The New Oxford American Dictionary defines opportunity cost as “the loss of potential gain from other alternatives when one alternative is chosen.”
With interest rates and home prices expected to rise in the near future, the opportunity cost of not purchasing a home in today’s market may grow, according to the Opportunity Cost Report issued by realtor.com. The site provides online real estate information and services through the National Association of Realtors.
The realtor.com report examines various factors by market, including the property appreciation gain renters forego when they hold off on buying, as well as other financial benefits of homeownership.
According to Jonathan Smoke, chief economist for realtor.com, “Current market conditions give buyers an opportunity to build substantial wealth in the long term, compared with renters and later buyers, in advance of the projected increase in mortgage rates and continuing price appreciation.” He notes that the “analysis looks solely at the financial reasons to buy a home, based on assumptions about rising mortgage rates and changes in home values.” It doesn’t consider other reasons to buy or not buy.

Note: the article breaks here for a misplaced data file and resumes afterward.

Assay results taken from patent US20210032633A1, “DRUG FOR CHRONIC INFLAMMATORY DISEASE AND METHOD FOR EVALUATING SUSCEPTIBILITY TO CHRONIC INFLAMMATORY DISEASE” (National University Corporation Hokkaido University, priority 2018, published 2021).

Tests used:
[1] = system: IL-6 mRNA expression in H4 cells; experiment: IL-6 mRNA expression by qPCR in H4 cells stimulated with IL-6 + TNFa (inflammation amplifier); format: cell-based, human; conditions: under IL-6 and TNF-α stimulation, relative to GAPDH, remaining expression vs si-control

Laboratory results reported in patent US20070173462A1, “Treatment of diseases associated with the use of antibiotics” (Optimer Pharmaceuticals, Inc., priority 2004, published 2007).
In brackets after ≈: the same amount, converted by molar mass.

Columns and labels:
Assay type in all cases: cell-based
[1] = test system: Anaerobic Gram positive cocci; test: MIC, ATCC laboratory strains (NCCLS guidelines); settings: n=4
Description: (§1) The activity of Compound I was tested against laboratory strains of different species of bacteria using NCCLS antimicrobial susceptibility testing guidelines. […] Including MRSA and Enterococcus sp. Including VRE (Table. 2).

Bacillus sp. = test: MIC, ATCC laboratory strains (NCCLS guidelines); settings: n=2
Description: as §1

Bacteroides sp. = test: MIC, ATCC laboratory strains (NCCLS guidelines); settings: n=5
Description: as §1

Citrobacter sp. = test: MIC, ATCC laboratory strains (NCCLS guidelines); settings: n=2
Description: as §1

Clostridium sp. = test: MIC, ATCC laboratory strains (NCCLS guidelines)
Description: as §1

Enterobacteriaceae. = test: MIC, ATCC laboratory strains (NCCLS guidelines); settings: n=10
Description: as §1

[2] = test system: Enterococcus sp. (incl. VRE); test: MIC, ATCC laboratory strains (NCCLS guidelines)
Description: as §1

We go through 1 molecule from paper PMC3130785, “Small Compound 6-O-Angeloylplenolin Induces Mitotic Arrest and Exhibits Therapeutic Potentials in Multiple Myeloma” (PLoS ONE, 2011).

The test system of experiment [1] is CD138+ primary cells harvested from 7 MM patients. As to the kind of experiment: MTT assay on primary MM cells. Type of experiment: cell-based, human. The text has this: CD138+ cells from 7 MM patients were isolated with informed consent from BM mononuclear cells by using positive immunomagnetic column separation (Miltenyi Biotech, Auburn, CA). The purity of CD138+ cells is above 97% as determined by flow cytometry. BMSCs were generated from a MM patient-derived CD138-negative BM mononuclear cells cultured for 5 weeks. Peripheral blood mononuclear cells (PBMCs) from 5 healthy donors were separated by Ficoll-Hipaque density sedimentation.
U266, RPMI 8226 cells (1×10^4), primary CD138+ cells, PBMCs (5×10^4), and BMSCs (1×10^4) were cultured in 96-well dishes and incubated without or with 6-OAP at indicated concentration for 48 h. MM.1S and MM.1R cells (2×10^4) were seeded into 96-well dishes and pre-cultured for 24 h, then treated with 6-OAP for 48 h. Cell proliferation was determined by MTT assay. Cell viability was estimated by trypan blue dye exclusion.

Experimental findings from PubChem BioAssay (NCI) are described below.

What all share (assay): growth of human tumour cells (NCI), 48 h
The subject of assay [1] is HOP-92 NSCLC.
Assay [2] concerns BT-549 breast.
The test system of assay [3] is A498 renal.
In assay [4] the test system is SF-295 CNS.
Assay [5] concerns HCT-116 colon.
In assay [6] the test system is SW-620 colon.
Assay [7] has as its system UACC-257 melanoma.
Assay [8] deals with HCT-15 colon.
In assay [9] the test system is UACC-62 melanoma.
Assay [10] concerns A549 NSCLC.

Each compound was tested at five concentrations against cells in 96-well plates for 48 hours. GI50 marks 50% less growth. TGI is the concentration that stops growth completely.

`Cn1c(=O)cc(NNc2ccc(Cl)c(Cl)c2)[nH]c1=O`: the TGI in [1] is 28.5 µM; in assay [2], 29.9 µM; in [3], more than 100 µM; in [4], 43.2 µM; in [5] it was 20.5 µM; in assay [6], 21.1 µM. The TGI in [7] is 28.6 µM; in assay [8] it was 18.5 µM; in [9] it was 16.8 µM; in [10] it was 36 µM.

In buyer-friendly markets, homeowners generally make more money over the life of their ownership than in balanced or sellers’ markets. However in virtually all markets, homeowners see significant financial benefits over lifetime renters. In 88% of U.S. Metropolitan Statistical Areas (MSAs), buying a home produced a financial benefit of at least $100,000 in 30 years. In buyers’ markets, that benefit will rise to, on average, $217,726 over a 30-year period.
It’s important to realize that opportunity costs are not just financial or lost monetary gains. Opportunity costs can include things like lost time or other delayed or foregone benefits. In the case of home ownership, tax benefits, the ability to access area schools and amenities – and the satisfaction of being a homeowner and realizing the American dream – should all be considered.